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Zika warning ended for travel to Miami's Wynwood district

Posted at 11:13 AM, Sep 19, 2016

MIAMI (AP) — Florida's governor says Miami's Wynwood arts district is no longer considered a zone of active Zika transmission.

Health officials in late July said the neighborhood north of downtown Miami was the first place in the U.S. mainland to have mosquitoes transmitting the virus to people. 

Gov. Rick Scott said Monday it's been 45 days since the last Zika infection in Wynwood.

Scott says aggressive mosquitoes control, code enforcement, and cooperating from residents and business that drained standing water helped stop Zika's spread.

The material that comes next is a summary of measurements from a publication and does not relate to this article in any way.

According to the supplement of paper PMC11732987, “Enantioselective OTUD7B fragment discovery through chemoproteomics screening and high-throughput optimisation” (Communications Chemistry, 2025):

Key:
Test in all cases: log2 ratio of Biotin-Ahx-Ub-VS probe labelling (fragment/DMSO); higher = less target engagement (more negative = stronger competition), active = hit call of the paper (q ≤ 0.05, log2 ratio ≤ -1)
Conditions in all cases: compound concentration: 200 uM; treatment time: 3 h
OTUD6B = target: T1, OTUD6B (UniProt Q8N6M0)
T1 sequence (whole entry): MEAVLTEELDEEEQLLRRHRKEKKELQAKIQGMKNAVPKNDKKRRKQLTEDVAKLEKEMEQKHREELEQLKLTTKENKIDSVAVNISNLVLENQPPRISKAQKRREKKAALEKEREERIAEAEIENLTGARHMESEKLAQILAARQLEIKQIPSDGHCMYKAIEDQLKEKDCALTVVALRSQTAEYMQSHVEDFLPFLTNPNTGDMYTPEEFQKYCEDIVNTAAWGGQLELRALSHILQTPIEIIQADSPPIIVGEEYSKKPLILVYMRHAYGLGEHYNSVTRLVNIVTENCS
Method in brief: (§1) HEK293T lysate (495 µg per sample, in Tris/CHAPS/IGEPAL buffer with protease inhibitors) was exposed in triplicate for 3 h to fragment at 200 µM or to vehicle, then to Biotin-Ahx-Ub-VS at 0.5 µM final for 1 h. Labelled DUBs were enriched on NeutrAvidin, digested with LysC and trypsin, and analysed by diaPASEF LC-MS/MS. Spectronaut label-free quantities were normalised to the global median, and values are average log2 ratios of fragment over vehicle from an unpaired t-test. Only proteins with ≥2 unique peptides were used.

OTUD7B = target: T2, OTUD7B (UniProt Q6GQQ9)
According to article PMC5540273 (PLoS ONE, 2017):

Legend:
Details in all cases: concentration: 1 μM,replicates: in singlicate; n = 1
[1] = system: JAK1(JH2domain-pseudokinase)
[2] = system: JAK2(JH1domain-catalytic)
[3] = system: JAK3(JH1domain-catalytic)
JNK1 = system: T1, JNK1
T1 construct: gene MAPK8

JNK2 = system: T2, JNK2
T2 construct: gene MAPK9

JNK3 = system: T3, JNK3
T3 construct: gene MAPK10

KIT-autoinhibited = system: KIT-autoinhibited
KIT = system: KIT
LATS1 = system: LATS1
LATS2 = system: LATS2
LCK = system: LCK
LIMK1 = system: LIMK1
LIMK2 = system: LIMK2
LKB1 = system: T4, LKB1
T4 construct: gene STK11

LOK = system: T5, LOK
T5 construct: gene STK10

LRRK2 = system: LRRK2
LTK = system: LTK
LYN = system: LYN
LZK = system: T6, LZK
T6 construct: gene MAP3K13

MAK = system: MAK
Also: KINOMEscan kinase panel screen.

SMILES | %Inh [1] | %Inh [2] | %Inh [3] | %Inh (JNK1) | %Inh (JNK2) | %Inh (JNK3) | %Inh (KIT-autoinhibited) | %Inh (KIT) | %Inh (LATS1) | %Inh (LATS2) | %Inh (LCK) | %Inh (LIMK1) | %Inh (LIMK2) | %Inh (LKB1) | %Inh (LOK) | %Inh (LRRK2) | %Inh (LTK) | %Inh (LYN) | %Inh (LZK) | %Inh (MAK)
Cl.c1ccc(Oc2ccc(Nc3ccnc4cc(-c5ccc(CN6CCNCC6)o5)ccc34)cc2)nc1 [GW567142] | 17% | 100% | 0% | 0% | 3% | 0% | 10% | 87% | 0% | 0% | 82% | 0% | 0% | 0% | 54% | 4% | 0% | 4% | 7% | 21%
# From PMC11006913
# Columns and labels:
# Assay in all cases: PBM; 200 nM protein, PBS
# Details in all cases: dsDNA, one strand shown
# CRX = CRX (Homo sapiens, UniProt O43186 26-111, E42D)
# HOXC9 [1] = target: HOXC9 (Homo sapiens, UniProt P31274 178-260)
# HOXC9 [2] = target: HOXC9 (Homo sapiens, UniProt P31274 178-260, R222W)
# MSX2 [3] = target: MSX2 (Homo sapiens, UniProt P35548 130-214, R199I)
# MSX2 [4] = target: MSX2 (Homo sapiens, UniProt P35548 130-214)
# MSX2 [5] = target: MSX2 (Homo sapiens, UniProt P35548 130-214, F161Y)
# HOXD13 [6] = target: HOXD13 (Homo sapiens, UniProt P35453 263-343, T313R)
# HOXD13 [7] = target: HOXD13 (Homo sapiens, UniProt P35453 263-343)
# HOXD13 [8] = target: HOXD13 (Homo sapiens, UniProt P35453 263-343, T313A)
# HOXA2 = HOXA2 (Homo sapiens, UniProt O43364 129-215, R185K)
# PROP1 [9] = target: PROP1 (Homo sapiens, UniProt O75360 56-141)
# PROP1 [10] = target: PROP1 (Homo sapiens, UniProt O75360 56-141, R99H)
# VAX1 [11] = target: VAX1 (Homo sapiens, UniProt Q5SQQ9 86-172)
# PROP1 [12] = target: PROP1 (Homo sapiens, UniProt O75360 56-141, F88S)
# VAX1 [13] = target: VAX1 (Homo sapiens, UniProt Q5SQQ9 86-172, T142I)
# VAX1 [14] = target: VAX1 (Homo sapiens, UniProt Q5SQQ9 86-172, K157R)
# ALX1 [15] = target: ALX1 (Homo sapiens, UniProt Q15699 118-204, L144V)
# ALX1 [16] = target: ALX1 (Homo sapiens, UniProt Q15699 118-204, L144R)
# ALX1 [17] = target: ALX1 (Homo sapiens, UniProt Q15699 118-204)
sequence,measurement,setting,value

Local officials said they expect the U.S. Centers for Disease Control and Prevention to lift a travel advisory warning pregnant women and their partners to avoid Wynwood.

Scott said officials are working to stop Zika's spread in Miami Beach. The state Health department late Friday said the infection zone now includes most of the 7-mile-long (11kilometers) island.